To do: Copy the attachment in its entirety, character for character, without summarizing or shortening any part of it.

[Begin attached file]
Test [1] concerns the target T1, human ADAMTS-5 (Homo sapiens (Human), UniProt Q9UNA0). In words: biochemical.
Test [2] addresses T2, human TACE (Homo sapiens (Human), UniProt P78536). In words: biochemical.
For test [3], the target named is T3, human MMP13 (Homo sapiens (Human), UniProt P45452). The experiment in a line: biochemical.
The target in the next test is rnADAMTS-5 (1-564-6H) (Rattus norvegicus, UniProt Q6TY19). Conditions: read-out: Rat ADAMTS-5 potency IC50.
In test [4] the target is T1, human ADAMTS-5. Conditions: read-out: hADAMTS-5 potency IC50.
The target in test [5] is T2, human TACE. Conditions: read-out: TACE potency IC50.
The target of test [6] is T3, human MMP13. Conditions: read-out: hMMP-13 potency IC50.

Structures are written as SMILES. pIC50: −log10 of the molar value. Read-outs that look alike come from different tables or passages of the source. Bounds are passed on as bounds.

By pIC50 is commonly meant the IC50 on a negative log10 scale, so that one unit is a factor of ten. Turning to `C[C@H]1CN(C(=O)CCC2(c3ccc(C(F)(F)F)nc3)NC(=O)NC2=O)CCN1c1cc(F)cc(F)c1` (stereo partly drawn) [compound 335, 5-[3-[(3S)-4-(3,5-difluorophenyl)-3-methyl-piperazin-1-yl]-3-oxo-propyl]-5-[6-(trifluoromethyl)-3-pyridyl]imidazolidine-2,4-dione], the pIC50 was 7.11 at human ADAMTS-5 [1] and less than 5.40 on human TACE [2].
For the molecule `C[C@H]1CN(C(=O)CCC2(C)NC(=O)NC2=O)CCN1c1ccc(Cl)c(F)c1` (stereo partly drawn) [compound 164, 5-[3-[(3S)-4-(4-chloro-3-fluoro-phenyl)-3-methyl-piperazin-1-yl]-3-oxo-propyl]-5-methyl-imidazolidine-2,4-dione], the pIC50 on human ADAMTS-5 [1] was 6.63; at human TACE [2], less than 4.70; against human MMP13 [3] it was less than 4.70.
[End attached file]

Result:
Test [1] concerns the target T1, human ADAMTS-5 (Homo sapiens (Human), UniProt Q9UNA0). In words: biochemical.
Test [2] addresses T2, human TACE (Homo sapiens (Human), UniProt P78536). In words: biochemical.
For test [3], the target named is T3, human MMP13 (Homo sapiens (Human), UniProt P45452). The experiment in a line: biochemical.
The target in the next test is rnADAMTS-5 (1-564-6H) (Rattus norvegicus, UniProt Q6TY19). Conditions: read-out: Rat ADAMTS-5 potency IC50.
In test [4] the target is T1, human ADAMTS-5. Conditions: read-out: hADAMTS-5 potency IC50.
The target in test [5] is T2, human TACE. Conditions: read-out: TACE potency IC50.
The target of test [6] is T3, human MMP13. Conditions: read-out: hMMP-13 potency IC50.

Structures are written as SMILES. pIC50: −log10 of the molar value. Read-outs that look alike come from different tables or passages of the source. Bounds are passed on as bounds.

By pIC50 is commonly meant the IC50 on a negative log10 scale, so that one unit is a factor of ten. Turning to `C[C@H]1CN(C(=O)CCC2(c3ccc(C(F)(F)F)nc3)NC(=O)NC2=O)CCN1c1cc(F)cc(F)c1` (stereo partly drawn) [compound 335, 5-[3-[(3S)-4-(3,5-difluorophenyl)-3-methyl-piperazin-1-yl]-3-oxo-propyl]-5-[6-(trifluoromethyl)-3-pyridyl]imidazolidine-2,4-dione], the pIC50 was 7.11 at human ADAMTS-5 [1] and less than 5.40 on human TACE [2].
For the molecule `C[C@H]1CN(C(=O)CCC2(C)NC(=O)NC2=O)CCN1c1ccc(Cl)c(F)c1` (stereo partly drawn) [compound 164, 5-[3-[(3S)-4-(4-chloro-3-fluoro-phenyl)-3-methyl-piperazin-1-yl]-3-oxo-propyl]-5-methyl-imidazolidine-2,4-dione], the pIC50 on human ADAMTS-5 [1] was 6.63; at human TACE [2], less than 4.70; against human MMP13 [3] it was less than 4.70.